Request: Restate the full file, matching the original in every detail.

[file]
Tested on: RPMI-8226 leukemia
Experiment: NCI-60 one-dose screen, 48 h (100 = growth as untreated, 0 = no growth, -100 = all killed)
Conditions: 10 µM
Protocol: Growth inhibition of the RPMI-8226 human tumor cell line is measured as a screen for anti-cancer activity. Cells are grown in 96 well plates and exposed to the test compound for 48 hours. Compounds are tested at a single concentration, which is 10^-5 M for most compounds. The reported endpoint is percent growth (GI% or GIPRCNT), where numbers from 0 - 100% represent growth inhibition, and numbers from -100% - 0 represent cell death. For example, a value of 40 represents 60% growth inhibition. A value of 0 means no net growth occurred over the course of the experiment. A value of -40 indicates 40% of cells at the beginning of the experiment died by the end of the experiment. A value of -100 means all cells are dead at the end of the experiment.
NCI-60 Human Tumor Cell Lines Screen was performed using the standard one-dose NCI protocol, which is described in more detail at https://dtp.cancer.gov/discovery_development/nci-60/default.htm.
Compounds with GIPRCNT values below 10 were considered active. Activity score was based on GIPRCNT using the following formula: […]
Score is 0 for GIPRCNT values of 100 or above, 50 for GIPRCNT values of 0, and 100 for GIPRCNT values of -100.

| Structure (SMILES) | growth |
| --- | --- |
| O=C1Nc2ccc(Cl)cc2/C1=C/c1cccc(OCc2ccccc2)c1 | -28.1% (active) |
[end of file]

Tested on: RPMI-8226 leukemia
Experiment: NCI-60 one-dose screen, 48 h (100 = growth as untreated, 0 = no growth, -100 = all killed)
Conditions: 10 µM
Protocol: Growth inhibition of the RPMI-8226 human tumor cell line is measured as a screen for anti-cancer activity. Cells are grown in 96 well plates and exposed to the test compound for 48 hours. Compounds are tested at a single concentration, which is 10^-5 M for most compounds. The reported endpoint is percent growth (GI% or GIPRCNT), where numbers from 0 - 100% represent growth inhibition, and numbers from -100% - 0 represent cell death. For example, a value of 40 represents 60% growth inhibition. A value of 0 means no net growth occurred over the course of the experiment. A value of -40 indicates 40% of cells at the beginning of the experiment died by the end of the experiment. A value of -100 means all cells are dead at the end of the experiment.
NCI-60 Human Tumor Cell Lines Screen was performed using the standard one-dose NCI protocol, which is described in more detail at https://dtp.cancer.gov/discovery_development/nci-60/default.htm.
Compounds with GIPRCNT values below 10 were considered active. Activity score was based on GIPRCNT using the following formula: […]
Score is 0 for GIPRCNT values of 100 or above, 50 for GIPRCNT values of 0, and 100 for GIPRCNT values of -100.

| Structure (SMILES) | growth |
| --- | --- |
| O=C1Nc2ccc(Cl)cc2/C1=C/c1cccc(OCc2ccccc2)c1 | -28.1% (active) |